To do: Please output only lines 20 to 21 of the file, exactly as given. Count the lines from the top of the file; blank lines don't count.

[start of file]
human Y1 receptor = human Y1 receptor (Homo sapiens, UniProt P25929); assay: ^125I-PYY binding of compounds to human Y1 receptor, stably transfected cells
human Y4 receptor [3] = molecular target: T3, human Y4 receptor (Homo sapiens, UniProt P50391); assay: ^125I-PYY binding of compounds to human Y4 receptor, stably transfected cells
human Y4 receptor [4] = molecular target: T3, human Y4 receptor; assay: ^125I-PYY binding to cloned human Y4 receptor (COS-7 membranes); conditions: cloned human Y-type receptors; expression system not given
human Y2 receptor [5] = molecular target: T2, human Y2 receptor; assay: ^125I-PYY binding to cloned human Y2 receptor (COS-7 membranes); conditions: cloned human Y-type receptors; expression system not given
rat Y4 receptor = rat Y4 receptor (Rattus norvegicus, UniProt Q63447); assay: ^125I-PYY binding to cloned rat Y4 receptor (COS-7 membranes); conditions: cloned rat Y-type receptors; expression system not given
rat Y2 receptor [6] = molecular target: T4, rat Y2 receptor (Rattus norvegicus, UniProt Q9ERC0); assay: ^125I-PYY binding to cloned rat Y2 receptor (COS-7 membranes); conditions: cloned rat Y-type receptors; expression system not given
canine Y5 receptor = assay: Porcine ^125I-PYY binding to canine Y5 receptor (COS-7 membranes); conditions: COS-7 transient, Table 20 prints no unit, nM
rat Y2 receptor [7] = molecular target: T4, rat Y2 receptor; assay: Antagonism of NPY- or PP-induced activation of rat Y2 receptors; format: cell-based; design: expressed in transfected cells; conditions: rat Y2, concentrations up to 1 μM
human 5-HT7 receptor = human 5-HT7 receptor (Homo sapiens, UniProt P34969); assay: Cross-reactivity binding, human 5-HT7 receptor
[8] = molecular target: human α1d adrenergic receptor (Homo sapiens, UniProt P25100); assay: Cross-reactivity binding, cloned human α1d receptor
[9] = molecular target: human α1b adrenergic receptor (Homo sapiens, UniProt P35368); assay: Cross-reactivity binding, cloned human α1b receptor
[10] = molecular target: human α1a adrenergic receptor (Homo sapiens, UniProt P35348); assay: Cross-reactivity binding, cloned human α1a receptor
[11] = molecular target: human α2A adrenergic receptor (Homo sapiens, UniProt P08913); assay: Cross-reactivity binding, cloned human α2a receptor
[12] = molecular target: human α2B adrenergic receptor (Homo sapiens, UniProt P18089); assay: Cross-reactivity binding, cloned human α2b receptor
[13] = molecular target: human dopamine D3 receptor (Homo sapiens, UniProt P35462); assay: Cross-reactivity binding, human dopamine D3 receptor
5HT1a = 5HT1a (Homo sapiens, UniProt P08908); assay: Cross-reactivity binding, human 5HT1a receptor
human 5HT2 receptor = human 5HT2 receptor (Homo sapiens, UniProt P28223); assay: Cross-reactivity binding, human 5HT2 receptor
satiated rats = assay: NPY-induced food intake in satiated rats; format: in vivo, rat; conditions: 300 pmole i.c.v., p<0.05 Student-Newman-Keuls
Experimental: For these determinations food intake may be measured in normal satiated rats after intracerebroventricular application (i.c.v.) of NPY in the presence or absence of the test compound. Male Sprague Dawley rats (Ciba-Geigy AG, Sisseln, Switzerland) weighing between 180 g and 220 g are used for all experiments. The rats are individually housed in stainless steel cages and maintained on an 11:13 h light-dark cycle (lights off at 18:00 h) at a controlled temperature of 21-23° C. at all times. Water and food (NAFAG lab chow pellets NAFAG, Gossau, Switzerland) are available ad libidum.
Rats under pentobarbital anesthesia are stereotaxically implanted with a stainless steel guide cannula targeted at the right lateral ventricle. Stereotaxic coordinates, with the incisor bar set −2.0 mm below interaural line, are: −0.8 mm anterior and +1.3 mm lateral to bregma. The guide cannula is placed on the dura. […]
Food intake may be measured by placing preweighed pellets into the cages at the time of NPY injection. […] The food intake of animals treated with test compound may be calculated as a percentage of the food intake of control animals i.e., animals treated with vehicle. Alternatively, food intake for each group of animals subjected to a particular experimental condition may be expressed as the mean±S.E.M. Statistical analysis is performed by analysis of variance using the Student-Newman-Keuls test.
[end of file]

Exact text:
Rats under pentobarbital anesthesia are stereotaxically implanted with a stainless steel guide cannula targeted at the right lateral ventricle. Stereotaxic coordinates, with the incisor bar set −2.0 mm below interaural line, are: −0.8 mm anterior and +1.3 mm lateral to bregma. The guide cannula is placed on the dura. […]
Food intake may be measured by placing preweighed pellets into the cages at the time of NPY injection. […] The food intake of animals treated with test compound may be calculated as a percentage of the food intake of control animals i.e., animals treated with vehicle. Alternatively, food intake for each group of animals subjected to a particular experimental condition may be expressed as the mean±S.E.M. Statistical analysis is performed by analysis of variance using the Student-Newman-Keuls test.